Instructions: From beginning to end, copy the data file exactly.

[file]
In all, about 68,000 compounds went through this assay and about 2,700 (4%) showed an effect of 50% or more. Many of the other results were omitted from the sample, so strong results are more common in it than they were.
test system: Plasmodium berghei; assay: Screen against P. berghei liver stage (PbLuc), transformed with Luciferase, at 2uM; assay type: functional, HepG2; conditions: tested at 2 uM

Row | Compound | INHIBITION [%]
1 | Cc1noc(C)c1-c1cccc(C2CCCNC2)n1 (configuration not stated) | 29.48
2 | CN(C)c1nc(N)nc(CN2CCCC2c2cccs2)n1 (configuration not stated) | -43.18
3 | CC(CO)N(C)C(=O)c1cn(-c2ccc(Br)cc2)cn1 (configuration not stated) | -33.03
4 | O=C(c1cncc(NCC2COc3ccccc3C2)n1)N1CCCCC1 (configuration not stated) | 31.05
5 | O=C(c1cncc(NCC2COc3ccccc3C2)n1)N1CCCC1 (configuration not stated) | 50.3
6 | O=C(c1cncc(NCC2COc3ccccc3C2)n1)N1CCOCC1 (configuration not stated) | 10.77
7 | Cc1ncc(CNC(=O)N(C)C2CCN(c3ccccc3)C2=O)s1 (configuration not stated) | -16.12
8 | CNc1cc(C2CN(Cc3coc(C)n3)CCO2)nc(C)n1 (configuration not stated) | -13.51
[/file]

In all, about 68,000 compounds went through this assay and about 2,700 (4%) showed an effect of 50% or more. Many of the other results were omitted from the sample, so strong results are more common in it than they were.
test system: Plasmodium berghei; assay: Screen against P. berghei liver stage (PbLuc), transformed with Luciferase, at 2uM; assay type: functional, HepG2; conditions: tested at 2 uM

Row | Compound | INHIBITION [%]
1 | Cc1noc(C)c1-c1cccc(C2CCCNC2)n1 (configuration not stated) | 29.48
2 | CN(C)c1nc(N)nc(CN2CCCC2c2cccs2)n1 (configuration not stated) | -43.18
3 | CC(CO)N(C)C(=O)c1cn(-c2ccc(Br)cc2)cn1 (configuration not stated) | -33.03
4 | O=C(c1cncc(NCC2COc3ccccc3C2)n1)N1CCCCC1 (configuration not stated) | 31.05
5 | O=C(c1cncc(NCC2COc3ccccc3C2)n1)N1CCCC1 (configuration not stated) | 50.3
6 | O=C(c1cncc(NCC2COc3ccccc3C2)n1)N1CCOCC1 (configuration not stated) | 10.77
7 | Cc1ncc(CNC(=O)N(C)C2CCN(c3ccccc3)C2=O)s1 (configuration not stated) | -16.12
8 | CNc1cc(C2CN(Cc3coc(C)n3)CCO2)nc(C)n1 (configuration not stated) | -13.51